This week, a big, attention-grabbing study found there's been a dramatic increase in the mortality rate of middle-aged white Americans since 1999. The spike in deaths — coming after about a century of decline — is unique to this group. Other age, racial, and ethnic groups in the United States have seen their mortality rates go down. And no other high-income country is seeing a similar pattern.
One of the authors of the study is Angus Deaton, the Princeton economist who recently won the Nobel Prize in economics for his work on the intricacies of measuring human well-being. This latest article, he told Vox, has attracted more attention than just about anything else he's published in his decades-long career.
I talked to him to hear what he thinks about the findings in the paper, which he authored with his wife and fellow Princeton economist Anne Case.
1) Deaton isn't sure what's driving the increase in deaths — but he has some good guesses
When Deaton and Case noticed the shocking rise in mortality rates among middle-aged white Americans, they started to search for explanations.
First, they ruled out an increase in deaths from chronic scourges such as heart disease, cancer, and diabetes — those numbers were all either stable or trending downward. Murder and accidents were also declining.
But then they noticed something strange: There had been a big increase in the suicide rate among middle-aged men and women. Deaton and Case also noted data showing an uptick in reliance on opioid painkillers — an epidemic that started in the late 1990s that has been linked with terrible health and mortality outcomes.
Was substance abuse at the root of this spike in deaths? "Poisonings were going up like crazy," Deaton noted. Most of the drug-related deaths in America are now caused by prescription medicines, and nearly three-quarters of those deaths are from opioid painkillers like OxyContin. Chronic liver diseases related to drug and alcohol use in this group were also on the rise.
"It’s like you’re doing a jigsaw where you can’t find the pieces. All of a sudden you find one piece and a whole bunch of things become clear," Deaton said.
2) Deaton thinks middle-aged white Americans have "lost the narrative of their lives"
But what's behind the substance abuse? One possible factor here: This demographic group has faced a rise in economic insecurity over the past decade, driven by things like the financial crisis and the collapse of manufacturing.
Still, it's difficult to put together a full story of what's going on. After all, if the recession or decline of manufacturing was the only factor, we might expect to see a similar uptick in mortality rates among middle-aged people in places such as Europe. But America seems to be unique in this regard.
"An anthropologist friend here says that [white, middle-age Americans] have lost the narrative of their lives — meaning something like a loss of hope, a loss of expectations of progress," he explained.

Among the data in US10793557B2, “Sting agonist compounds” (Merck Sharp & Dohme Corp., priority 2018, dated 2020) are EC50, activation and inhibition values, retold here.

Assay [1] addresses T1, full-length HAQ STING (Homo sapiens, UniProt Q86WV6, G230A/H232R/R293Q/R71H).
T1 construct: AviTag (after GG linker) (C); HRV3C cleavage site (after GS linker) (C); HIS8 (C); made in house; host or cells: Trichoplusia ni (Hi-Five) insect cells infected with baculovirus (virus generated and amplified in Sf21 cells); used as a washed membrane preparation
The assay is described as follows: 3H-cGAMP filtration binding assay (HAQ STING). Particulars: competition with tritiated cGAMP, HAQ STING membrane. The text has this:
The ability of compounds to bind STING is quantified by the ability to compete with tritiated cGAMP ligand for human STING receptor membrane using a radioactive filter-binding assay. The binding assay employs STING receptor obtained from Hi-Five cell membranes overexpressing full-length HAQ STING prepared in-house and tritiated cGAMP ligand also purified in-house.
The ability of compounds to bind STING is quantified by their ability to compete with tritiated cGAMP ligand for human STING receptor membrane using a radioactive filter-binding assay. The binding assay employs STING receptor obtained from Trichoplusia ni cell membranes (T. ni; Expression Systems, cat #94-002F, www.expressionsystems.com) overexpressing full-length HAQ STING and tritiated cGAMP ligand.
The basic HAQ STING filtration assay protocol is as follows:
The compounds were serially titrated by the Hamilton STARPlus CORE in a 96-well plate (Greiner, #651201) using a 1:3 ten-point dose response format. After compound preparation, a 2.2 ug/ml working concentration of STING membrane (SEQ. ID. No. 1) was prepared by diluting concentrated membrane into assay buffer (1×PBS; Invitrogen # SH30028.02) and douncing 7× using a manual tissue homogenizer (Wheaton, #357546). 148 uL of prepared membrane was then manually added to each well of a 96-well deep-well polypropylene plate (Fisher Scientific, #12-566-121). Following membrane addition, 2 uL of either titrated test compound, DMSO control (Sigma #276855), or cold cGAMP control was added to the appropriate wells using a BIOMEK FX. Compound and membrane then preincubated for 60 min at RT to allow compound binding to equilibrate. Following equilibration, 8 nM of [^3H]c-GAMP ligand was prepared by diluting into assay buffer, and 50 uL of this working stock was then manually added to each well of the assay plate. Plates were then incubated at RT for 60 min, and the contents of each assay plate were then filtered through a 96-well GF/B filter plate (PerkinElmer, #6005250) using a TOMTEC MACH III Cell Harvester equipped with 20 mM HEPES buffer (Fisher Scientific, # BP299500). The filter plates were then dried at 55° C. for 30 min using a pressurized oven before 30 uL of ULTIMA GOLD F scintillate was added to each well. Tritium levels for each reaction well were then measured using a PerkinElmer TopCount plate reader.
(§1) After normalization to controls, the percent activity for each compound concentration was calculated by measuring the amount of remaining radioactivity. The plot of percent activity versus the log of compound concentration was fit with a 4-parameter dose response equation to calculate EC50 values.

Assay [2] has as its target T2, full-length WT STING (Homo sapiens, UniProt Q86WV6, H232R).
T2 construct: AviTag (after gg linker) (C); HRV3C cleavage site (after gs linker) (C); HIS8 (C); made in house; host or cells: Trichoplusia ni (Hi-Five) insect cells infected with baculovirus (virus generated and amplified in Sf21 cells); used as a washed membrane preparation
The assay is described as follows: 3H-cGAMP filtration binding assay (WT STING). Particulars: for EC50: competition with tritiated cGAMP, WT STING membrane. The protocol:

Though African Americans as a group are still worse off overall, Deaton added, their quality of life has improved over the past several decades. "And when Hispanics look back, they may look back to where they came from, or what their parents or grandparents had," he continued.
So Deaton says this particular group of middle-aged white Americans may have had higher expectations than others when it comes to steady employment and a bright future, and the stress of losing that could well be driving their deadly behaviors.
"The white non-Hispanics may be more susceptible to despair, and perhaps to the alcohol or drug 'solution,' especially those with less education," he said. "And then there is the availability of opioids and of heroin."
3) Poor, middle-aged white people are suffering most — but they're not alone
Deaths from drugs, alcohol, and suicides have risen for all education groups, not just those at the bottom. Deaton calls that "the blockbuster finding."
Specifically, while the researchers found that the overall increase in the mortality rate was driven by "increasing death rates for those with a high school degree or less," they also found that people with all levels of education saw increases in deaths from suicide and poisonings.
4) The absolute mortality rate for African Americans is still highest — but it's falling much faster than the white mortality rate
In absolute numbers, other racial groups are still dying early at much higher numbers. Absolute mortality rates are still highest among black Americans, followed by white Americans, then Hispanics, and then Asian Americans.
But Deaton thinks this new study should change how people think about mortality in America. "Often in the scientific literature, people think of whites as the dominant group, with the lowest mortality rates. But in fact, whites don't do all that well. They do better than black Americans but not as well as Hispanics and Asian Americans."